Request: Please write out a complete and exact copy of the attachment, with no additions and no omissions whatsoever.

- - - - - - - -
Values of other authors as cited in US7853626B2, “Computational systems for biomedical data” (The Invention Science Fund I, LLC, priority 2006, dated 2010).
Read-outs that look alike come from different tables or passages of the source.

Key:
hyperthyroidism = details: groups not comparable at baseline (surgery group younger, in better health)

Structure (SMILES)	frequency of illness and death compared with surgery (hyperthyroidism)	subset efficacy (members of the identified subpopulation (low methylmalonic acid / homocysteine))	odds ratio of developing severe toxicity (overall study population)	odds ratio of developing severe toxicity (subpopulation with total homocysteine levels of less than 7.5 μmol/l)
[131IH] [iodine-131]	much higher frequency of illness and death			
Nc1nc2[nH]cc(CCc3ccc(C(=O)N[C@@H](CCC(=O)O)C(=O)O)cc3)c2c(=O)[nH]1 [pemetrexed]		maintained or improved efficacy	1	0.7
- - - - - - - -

Values of other authors as cited in US7853626B2, “Computational systems for biomedical data” (The Invention Science Fund I, LLC, priority 2006, dated 2010).
Read-outs that look alike come from different tables or passages of the source.

Key:
hyperthyroidism = details: groups not comparable at baseline (surgery group younger, in better health)

Structure (SMILES)	frequency of illness and death compared with surgery (hyperthyroidism)	subset efficacy (members of the identified subpopulation (low methylmalonic acid / homocysteine))	odds ratio of developing severe toxicity (overall study population)	odds ratio of developing severe toxicity (subpopulation with total homocysteine levels of less than 7.5 μmol/l)
[131IH] [iodine-131]	much higher frequency of illness and death			
Nc1nc2[nH]cc(CCc3ccc(C(=O)N[C@@H](CCC(=O)O)C(=O)O)cc3)c2c(=O)[nH]1 [pemetrexed]		maintained or improved efficacy	1	0.7